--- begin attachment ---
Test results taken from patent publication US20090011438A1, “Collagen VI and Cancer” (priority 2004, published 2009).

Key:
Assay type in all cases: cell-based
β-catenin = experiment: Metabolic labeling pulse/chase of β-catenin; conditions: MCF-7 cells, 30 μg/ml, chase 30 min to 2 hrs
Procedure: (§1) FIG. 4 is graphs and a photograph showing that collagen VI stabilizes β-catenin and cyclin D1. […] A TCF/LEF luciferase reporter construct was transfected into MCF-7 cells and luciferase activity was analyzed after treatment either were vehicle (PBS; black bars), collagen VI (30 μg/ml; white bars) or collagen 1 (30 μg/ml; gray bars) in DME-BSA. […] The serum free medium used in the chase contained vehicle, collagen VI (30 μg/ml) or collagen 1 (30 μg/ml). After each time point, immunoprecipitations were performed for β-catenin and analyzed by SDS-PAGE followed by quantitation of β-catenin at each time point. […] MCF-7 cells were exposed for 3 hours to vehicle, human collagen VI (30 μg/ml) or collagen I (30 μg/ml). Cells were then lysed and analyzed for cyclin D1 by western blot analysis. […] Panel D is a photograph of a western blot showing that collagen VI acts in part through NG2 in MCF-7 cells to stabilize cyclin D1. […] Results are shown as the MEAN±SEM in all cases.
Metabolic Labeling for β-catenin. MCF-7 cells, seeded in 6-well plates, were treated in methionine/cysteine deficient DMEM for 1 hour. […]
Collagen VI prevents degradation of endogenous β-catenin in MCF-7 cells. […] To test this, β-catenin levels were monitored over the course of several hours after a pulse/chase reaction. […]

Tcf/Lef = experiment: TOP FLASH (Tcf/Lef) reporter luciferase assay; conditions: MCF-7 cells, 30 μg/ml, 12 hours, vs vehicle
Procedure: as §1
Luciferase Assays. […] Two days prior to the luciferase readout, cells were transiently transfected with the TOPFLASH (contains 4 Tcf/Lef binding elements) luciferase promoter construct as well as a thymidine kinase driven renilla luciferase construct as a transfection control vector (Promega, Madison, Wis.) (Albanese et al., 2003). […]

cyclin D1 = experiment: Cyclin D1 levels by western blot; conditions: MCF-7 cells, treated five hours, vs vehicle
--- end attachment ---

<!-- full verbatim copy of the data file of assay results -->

Test results taken from patent publication US20090011438A1, “Collagen VI and Cancer” (priority 2004, published 2009).

Key:
Assay type in all cases: cell-based
β-catenin = experiment: Metabolic labeling pulse/chase of β-catenin; conditions: MCF-7 cells, 30 μg/ml, chase 30 min to 2 hrs
Procedure: (§1) FIG. 4 is graphs and a photograph showing that collagen VI stabilizes β-catenin and cyclin D1. […] A TCF/LEF luciferase reporter construct was transfected into MCF-7 cells and luciferase activity was analyzed after treatment either were vehicle (PBS; black bars), collagen VI (30 μg/ml; white bars) or collagen 1 (30 μg/ml; gray bars) in DME-BSA. […] The serum free medium used in the chase contained vehicle, collagen VI (30 μg/ml) or collagen 1 (30 μg/ml). After each time point, immunoprecipitations were performed for β-catenin and analyzed by SDS-PAGE followed by quantitation of β-catenin at each time point. […] MCF-7 cells were exposed for 3 hours to vehicle, human collagen VI (30 μg/ml) or collagen I (30 μg/ml). Cells were then lysed and analyzed for cyclin D1 by western blot analysis. […] Panel D is a photograph of a western blot showing that collagen VI acts in part through NG2 in MCF-7 cells to stabilize cyclin D1. […] Results are shown as the MEAN±SEM in all cases.
Metabolic Labeling for β-catenin. MCF-7 cells, seeded in 6-well plates, were treated in methionine/cysteine deficient DMEM for 1 hour. […]
Collagen VI prevents degradation of endogenous β-catenin in MCF-7 cells. […] To test this, β-catenin levels were monitored over the course of several hours after a pulse/chase reaction. […]

Tcf/Lef = experiment: TOP FLASH (Tcf/Lef) reporter luciferase assay; conditions: MCF-7 cells, 30 μg/ml, 12 hours, vs vehicle
Procedure: as §1
Luciferase Assays. […] Two days prior to the luciferase readout, cells were transiently transfected with the TOPFLASH (contains 4 Tcf/Lef binding elements) luciferase promoter construct as well as a thymidine kinase driven renilla luciferase construct as a transfection control vector (Promega, Madison, Wis.) (Albanese et al., 2003). […]

cyclin D1 = experiment: Cyclin D1 levels by western blot; conditions: MCF-7 cells, treated five hours, vs vehicle